Leather has been a versatile and much sought-after raw material for many centuries. Since it is only available to a limited extent, it has been produced synthetically for several years. Of course, man-made leather should also have the same good material properties as natural leather. The Research Institute for Leather and Plastic Webs in Freiberg, called FILK for short, is engaged in researching and improving corresponding material properties.
The FILK is an independent, non-university research institution and accredited testing laboratory. The thematic focus of the research work is on flat-flexible polymer materials such as leather and its natural raw material collagen as well as material composites based on synthetic polymers.
For the second time since 2004, the research institute has acquired a creep rupture device from Hegewald & Peschke to equip its testing laboratory. In the plant, leather samples are examined for their behaviour under climatic influences, whereby 5 test positions for each clamping with fixed length and with constant load are included. In the first variant, the sample with 100mm length is firmly clamped and recorded with the aid of a load cell, which forces the sample develops through shrinkage processes. This is important e.g. for the evaluation of materials for solid coverings, in order to be able to estimate the danger of tearing at seams.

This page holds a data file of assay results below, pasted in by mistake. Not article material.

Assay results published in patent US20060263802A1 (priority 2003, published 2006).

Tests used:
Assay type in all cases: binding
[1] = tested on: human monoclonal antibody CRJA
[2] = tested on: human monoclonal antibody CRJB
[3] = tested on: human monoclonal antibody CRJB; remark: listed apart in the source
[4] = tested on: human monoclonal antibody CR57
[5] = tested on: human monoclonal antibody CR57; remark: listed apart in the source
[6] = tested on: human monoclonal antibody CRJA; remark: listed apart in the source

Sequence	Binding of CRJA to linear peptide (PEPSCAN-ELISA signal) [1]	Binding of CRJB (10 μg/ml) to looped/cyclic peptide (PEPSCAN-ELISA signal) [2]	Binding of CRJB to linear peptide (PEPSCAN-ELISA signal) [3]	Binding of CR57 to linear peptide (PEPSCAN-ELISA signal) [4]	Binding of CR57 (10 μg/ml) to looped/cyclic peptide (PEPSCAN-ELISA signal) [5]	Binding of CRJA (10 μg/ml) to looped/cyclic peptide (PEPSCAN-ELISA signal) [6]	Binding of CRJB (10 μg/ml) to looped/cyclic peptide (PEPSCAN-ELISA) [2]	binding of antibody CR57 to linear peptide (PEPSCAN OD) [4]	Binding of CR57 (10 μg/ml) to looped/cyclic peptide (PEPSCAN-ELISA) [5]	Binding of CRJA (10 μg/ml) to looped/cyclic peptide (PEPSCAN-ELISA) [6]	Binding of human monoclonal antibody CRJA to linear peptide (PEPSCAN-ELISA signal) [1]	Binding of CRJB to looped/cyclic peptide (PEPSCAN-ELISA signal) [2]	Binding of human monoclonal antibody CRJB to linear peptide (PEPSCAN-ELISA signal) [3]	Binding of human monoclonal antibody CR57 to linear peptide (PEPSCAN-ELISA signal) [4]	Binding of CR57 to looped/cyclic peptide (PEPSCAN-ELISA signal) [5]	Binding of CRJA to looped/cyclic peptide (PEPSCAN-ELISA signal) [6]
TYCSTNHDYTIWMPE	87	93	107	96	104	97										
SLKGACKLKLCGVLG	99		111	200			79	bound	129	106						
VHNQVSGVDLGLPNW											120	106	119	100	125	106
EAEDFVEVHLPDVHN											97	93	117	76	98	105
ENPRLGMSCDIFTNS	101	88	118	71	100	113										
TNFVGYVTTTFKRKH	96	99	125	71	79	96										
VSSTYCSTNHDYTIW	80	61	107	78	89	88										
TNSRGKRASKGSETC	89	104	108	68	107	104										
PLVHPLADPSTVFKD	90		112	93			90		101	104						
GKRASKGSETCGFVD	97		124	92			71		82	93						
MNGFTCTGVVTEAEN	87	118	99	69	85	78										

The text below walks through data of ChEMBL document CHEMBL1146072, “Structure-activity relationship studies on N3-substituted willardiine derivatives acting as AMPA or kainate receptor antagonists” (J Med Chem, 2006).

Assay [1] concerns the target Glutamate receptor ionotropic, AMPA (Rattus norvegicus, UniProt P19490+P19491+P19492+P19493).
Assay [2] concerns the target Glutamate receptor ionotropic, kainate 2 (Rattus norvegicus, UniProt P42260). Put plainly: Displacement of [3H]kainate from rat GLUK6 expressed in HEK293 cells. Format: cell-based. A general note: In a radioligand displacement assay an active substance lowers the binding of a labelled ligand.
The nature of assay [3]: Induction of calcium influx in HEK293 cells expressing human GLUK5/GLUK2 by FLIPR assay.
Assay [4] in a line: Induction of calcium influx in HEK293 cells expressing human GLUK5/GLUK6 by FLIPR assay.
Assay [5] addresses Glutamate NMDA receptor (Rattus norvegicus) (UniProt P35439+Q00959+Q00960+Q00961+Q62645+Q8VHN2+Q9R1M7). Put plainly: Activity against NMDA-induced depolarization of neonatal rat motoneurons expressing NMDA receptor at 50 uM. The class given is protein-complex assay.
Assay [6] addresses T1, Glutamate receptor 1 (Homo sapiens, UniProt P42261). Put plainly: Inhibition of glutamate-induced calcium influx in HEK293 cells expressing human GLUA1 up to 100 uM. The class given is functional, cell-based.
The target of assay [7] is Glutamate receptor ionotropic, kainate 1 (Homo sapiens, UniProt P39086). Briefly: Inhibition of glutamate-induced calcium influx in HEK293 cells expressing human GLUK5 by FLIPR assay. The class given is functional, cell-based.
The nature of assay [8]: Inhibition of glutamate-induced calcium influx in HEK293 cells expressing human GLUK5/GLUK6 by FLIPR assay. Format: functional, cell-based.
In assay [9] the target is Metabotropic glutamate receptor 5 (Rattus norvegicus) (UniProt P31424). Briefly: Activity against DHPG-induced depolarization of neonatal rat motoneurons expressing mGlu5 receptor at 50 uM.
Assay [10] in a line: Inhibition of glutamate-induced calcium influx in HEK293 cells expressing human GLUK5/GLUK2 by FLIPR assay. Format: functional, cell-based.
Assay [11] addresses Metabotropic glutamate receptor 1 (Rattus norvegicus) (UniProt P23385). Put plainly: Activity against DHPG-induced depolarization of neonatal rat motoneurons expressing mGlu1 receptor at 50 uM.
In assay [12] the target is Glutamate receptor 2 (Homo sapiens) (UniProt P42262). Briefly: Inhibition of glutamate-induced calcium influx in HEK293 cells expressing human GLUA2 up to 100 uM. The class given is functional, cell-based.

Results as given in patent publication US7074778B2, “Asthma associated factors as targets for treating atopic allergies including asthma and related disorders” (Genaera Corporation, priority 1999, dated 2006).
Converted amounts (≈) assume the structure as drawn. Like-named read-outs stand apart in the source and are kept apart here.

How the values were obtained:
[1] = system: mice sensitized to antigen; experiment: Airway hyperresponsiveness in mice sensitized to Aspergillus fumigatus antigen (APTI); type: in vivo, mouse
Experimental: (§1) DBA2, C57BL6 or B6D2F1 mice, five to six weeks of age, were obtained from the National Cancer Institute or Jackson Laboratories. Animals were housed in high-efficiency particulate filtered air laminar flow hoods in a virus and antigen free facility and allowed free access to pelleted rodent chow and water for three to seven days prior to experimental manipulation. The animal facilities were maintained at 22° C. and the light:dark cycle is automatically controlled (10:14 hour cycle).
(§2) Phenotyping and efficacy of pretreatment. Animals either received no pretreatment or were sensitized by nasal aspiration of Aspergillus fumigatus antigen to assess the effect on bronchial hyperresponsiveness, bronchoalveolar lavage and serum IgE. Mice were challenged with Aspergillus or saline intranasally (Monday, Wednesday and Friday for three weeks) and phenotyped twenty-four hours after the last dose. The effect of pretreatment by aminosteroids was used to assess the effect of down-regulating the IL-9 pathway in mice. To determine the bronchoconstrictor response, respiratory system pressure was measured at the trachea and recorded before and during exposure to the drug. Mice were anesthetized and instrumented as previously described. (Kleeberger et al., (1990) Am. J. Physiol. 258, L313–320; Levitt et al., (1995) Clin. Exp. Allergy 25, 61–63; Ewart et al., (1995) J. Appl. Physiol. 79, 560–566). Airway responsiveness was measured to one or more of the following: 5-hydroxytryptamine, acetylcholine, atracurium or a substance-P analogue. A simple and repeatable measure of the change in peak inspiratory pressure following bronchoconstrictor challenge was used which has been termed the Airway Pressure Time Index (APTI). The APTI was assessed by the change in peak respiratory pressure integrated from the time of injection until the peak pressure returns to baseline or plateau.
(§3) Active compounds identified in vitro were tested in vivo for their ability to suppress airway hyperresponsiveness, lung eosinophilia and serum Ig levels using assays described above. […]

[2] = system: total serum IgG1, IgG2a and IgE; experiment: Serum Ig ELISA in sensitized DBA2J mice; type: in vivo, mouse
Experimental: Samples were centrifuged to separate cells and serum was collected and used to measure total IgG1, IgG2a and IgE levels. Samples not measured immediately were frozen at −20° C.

At the other test points, the specimen is also clamped with a length of 100 mm, whereby the lower clamping device is very light and the specimen is practically not loaded. The amount by which the sample shrinks is observed via a displacement measuring system. This makes it possible, for example, to select materials for parts that are to remain as dimensionally stable as possible under the influence of temperature and/or humidity.